WITH her hand raised to wave to the crowd, Filipino Senator Leila de Lima appeared on stage to campaign for re-election in the upcoming polls. Only, it wasn’t the opposition icon itself, but rather a life-size cut-out image displayed by its allies during the election campaign.
The main critic of the outgoing president Rodrigo Duterte, 62, has been locked up for more than five years in a high security prison in the capital’s main police camp. She is the most famous prisoner during Duterte’s turbulent six-year reign.
De Lima accused Duterte and his deputies of fabricating the no-bail drug charges that landed her in jail in February 2017 and effectively barred her from investigating the widespread murders of mostly impoverished suspects in as part of its anti-drug crackdown. Duterte insisted on her guilt, saying witnesses said she received payments from jailed drug lords.
“I cried every day for the first few weeks, not really out of self-pity but for my family and out of disbelief,” de Lima said Tuesday in his first court-authorized jail interview since his arrest. “I was isolated. There was no one but stray cats.
During her incarceration, she was granted only five court permissions to briefly leave custody and under heavy surveillance for medical examinations, to attend a party for her son after passing the bar exam and to console his sick 89-year-old mother. .
The prison walls and the desolation, however, failed to silence her, she said.
“I’m a fighter,” said the bespectacled former human rights commission chief and justice secretary, who greeted an AP reporter, her lawyer and staff with a smile and a smile. punching in prison while two policemen stood guard.
An Internet connection, television and radio sets, personal computers and cell phones are forbidden in her tiny cell, but she followed national and world news thanks to the two newspapers delivered to her each morning, from radio news broadcast somewhere in the prison. composed and press clippings contributed by his Senate staff.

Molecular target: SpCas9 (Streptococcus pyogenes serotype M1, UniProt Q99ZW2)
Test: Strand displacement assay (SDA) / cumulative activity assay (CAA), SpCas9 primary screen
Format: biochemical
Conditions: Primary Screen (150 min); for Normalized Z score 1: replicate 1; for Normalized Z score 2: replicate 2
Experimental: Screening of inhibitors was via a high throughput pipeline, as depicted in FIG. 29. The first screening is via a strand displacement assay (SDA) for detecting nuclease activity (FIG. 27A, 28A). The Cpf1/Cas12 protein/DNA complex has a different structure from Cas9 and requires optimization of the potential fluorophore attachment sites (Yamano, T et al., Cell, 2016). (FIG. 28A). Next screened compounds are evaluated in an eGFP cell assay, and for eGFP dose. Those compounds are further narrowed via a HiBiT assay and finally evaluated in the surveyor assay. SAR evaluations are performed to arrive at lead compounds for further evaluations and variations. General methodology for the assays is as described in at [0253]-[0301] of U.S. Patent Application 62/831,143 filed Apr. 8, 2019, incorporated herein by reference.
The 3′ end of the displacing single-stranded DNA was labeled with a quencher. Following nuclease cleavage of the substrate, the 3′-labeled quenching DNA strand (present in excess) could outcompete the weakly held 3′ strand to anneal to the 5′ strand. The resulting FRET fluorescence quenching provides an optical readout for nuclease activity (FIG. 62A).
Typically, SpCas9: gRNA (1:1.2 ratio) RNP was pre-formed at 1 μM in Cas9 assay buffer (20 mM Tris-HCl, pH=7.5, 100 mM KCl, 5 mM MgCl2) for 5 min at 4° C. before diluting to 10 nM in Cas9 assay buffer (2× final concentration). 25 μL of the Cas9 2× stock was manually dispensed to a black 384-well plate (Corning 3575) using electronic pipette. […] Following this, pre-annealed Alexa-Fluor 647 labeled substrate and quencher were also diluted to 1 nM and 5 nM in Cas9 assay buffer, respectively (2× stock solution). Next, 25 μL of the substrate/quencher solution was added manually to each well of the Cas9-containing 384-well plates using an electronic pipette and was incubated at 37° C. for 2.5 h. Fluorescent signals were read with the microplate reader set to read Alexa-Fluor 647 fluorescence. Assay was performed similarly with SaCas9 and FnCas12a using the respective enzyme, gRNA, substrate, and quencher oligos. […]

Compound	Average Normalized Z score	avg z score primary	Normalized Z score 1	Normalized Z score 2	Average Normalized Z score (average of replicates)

This has allowed her to release more than 1,200 handwritten statements daily since her detention, mostly her critical reflections on Duterte’s governance and her reaction to breaking news like Joe Biden and Kamala Harris’ 2020 electoral triumph, which she hailed. as a victory for democracy over “fabricated populism”, and Russia’s invasion of Ukraine, which she called an “act of madness” that put the world on edge.
She has introduced more than 600 Senate bills and resolutions from prison, many aimed at strengthening human rights and government accountability and reducing poverty.
Running in the May 9 elections under the main opposition bloc led by presidential candidate Leni Robredo, the incumbent vice president, de Lima sought permission from a lower court to participate in campaigns and debates online, and to allow journalists to interview him. .
But government prosecutors opposed the requests, saying they would “virtually make her a free man and promote her to a distinctive rank.”
The court allowed him to give interviews to the media in detention but without cameras, and to meet his campaign team in prison.
“I’m sad because I should be out there interacting with voters,” she said, adding that every time her name is called out at campaign rallies and people see her “standee” being carried center stage, she receives a “warm response from audiences.” — AP